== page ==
New Regulations Affect Farm Fuel Storage

April 13, 2011 11:26 PM
 

Agricultural producers storing more than 1,320 gallons of fuel or other petroleum products on their farms soon will need a written plan for preventing and handling spills.

The plans are covered in U.S. Environmental Protection Agency regulation amendments that take effect Nov. 10, said Fred Whitford, coordinator of Purdue Pesticide Programs.
The federal Spill Prevention, Control and Countermeasure regulation was adopted in 1974. It has been amended over the years.
 
"The SPCC's basic intent is to make sure growers who store large amounts of these products are putting in place measures that will protect the area around their properties, specifically groundwater and surface water," Whitford said. "With this regulation EPA is saying that we need to be thinking about fuel storage as much as pesticide and fertilizer storage. It doesn't take much oil or gas to pollute water."
 
Under the new amendments, only petroleum products stored in stationary tanks and containers of at least 55 gallons are counted toward the regulated total. Gasoline, diesel fuel and oil in tractors, trucks and other vehicular machinery are exempt.
 
Farmers would not be required to write a SPCC plan if their more than 1,320 gallons of petroleum products are stored on separate farms, so long as no single farm stores the regulated minimum, Whitford said.
 
"If you're between 1,321 gallons and 10,000 gallons, you can self-certify your written plan. If you're at greater than 10,000 gallons, the plan has to be written by a certified professional engineer. The EPA is looking to divide the smaller everyday users of products from those that store much larger quantities."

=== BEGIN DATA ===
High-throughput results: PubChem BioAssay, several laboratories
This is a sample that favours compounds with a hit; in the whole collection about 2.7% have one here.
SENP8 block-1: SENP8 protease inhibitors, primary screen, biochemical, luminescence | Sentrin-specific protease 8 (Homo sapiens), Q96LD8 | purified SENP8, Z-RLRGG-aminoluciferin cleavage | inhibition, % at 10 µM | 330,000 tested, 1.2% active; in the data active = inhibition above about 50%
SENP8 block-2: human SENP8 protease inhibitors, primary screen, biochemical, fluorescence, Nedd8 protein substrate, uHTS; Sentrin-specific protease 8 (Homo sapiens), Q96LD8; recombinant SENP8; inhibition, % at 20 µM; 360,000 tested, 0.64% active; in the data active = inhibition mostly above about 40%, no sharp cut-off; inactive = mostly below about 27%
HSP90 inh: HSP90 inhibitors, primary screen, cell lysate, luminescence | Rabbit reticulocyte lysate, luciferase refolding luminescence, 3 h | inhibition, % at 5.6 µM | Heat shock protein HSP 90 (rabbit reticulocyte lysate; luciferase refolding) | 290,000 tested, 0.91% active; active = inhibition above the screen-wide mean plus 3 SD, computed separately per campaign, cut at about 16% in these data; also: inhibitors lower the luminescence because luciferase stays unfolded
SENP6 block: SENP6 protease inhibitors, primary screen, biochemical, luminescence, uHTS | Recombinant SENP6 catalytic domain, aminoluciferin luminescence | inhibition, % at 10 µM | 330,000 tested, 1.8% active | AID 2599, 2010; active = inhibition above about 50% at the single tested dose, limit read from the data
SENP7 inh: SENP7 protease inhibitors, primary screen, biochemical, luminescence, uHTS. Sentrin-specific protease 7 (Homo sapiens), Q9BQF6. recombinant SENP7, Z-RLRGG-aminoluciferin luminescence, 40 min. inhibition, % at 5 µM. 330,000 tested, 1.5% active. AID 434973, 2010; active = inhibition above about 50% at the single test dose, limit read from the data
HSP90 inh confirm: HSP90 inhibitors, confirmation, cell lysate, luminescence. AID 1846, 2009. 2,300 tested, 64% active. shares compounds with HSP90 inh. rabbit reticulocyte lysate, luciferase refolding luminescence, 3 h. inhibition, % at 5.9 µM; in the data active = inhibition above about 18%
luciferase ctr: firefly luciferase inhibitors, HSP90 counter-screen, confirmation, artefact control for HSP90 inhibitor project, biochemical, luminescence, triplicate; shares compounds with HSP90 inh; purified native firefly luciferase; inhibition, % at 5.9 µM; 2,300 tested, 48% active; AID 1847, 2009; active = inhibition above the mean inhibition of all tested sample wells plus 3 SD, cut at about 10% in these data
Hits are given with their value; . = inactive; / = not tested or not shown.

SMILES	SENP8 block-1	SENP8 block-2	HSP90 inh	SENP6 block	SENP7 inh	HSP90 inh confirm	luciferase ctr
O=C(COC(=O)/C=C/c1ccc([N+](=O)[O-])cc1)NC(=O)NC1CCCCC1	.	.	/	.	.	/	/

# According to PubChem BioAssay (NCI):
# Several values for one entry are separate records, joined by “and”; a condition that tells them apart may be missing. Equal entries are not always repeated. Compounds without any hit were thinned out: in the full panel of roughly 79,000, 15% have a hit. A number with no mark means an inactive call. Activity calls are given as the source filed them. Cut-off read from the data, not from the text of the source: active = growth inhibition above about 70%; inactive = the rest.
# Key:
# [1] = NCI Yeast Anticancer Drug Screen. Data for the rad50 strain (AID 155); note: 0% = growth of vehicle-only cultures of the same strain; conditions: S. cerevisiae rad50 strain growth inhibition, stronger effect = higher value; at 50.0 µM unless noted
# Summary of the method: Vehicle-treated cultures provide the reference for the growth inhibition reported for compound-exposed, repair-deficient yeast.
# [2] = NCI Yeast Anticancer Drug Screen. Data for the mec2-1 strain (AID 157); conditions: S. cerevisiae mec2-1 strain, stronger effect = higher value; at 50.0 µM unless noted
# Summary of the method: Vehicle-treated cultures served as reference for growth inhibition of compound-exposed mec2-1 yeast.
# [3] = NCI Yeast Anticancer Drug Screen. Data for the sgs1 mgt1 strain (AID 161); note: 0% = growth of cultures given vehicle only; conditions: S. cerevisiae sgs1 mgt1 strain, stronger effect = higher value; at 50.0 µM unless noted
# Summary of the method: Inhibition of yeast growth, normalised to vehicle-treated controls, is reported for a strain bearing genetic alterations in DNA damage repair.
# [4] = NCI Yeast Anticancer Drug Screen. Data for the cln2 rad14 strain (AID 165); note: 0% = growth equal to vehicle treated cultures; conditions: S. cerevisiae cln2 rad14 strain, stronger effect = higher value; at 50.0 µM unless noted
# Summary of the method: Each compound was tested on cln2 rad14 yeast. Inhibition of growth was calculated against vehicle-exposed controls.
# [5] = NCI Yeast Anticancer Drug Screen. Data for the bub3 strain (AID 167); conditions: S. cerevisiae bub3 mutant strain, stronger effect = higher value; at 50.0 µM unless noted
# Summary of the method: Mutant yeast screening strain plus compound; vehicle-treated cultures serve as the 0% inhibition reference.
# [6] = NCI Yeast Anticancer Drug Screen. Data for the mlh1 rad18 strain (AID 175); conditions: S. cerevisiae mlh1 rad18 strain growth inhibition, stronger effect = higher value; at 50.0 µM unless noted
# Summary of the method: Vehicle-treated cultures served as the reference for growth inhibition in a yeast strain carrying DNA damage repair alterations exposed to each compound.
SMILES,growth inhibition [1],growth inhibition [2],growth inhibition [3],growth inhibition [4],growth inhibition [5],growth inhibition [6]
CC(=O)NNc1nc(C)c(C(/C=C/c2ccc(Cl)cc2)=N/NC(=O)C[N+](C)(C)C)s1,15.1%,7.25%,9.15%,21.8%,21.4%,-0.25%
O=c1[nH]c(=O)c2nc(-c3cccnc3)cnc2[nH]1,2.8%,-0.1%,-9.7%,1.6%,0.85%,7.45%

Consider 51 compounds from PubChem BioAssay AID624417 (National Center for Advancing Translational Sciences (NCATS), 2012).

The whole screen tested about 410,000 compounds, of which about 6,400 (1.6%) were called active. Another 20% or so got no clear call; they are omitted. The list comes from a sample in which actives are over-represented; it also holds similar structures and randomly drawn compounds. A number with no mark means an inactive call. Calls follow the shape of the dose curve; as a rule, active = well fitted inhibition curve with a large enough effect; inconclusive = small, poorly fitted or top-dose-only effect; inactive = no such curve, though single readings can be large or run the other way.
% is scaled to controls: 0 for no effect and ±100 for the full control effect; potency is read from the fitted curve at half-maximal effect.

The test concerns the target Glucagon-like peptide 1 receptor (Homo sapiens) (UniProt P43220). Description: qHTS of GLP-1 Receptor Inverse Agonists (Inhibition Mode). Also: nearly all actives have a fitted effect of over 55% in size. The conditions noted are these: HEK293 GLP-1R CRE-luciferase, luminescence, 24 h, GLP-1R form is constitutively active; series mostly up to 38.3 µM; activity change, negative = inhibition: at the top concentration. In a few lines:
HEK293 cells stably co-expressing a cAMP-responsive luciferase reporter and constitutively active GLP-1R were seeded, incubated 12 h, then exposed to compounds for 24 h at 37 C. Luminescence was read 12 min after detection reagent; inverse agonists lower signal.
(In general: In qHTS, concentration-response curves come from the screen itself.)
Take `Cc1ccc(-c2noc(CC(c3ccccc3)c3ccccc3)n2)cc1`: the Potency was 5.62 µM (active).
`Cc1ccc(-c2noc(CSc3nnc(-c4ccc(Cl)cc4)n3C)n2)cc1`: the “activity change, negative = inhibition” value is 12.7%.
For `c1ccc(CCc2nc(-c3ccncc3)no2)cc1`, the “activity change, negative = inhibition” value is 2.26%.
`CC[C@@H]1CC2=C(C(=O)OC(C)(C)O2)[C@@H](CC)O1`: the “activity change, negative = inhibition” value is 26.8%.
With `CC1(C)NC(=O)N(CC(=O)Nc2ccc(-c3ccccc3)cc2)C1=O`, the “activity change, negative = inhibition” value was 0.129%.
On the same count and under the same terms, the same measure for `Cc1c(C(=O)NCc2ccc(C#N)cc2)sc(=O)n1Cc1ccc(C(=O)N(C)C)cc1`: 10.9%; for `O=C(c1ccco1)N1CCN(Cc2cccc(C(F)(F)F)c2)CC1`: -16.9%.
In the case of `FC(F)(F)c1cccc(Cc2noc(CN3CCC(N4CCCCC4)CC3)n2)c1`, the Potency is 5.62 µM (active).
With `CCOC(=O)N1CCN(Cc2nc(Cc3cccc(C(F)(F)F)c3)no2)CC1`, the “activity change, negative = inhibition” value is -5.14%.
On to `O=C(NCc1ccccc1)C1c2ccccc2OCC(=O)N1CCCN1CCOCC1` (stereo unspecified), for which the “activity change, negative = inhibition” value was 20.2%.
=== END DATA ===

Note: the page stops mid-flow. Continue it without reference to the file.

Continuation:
Farmers can expect to spend between $2,000 and $4,000 to hire an engineer to write a SPCC plan, Whitford said.
 
The plan includes such information as how petroleum products are stored, the location of storage units, the farm's topography and what steps would be taken in the event of a spill. The document is kept on the farm; EPA does not receive a copy.
 
"If EPA has to respond to a spill on your farm they will ask for this plan," Whitford said. "Regulatory enforcement likely would occur only if an EPA representative visited a farm on an unrelated matter."
 
Farmers can learn more about the regulation by visiting the EPA's SPCC website, which also includes links for farmers and a template for writing a SPCC plan.
 

 

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Anonymous
4/16/2011 03:30 AM
 

  This is a good reason to defund the EPA. This regulation is the poster child of government run amok. It won't protect the environment, and the EPA will think it failed its mission if you don't spend a lot of money. Having a spill prevention plan and protecting the environment seem to be good things and I think all farmers are doing this without this regulation. When was the last time that you saw a farmer buying fuel and dumping it out on the ground? When was the last time you saw a farmer buying extra chemical to just dump? Rarely, if ever. Sure accidents happen, but they still will with this regulation. This plan that the EPA wants us to have will cost about $5000 to have an engineer write and approve, if you do it yourself, the EPA won't approve it. The secondary containment structures is really a code word for buy new fuel tanks. If your fuel tanks are over ten to fifteen years old they probably won't have the proper UL listing to satisfy the regulators. When you want to change the tank to a more modern one you will find that the state, county, and local government dudes will all want a application and review fee (probably $1000 each) to let you put in a new tank. My local fire department told me that I couldn't place a fuel tank within a 150 feet of an important building and that I would have to have a phone within 50 feet of the tank so if it exploded I could call the fire department. The pump had to be fifty feet away from the tank. Add the breakaways, emergency vents, concrete tank bays, overfill alarms, leak detectors, etc. By the time I added all these requirements I would have to spend nearly $1 million to comply, they wanted me to have a filling station. The bottom line is that these regulations will not protect the environment, but will only cost the farmer a lot of money.

 
 
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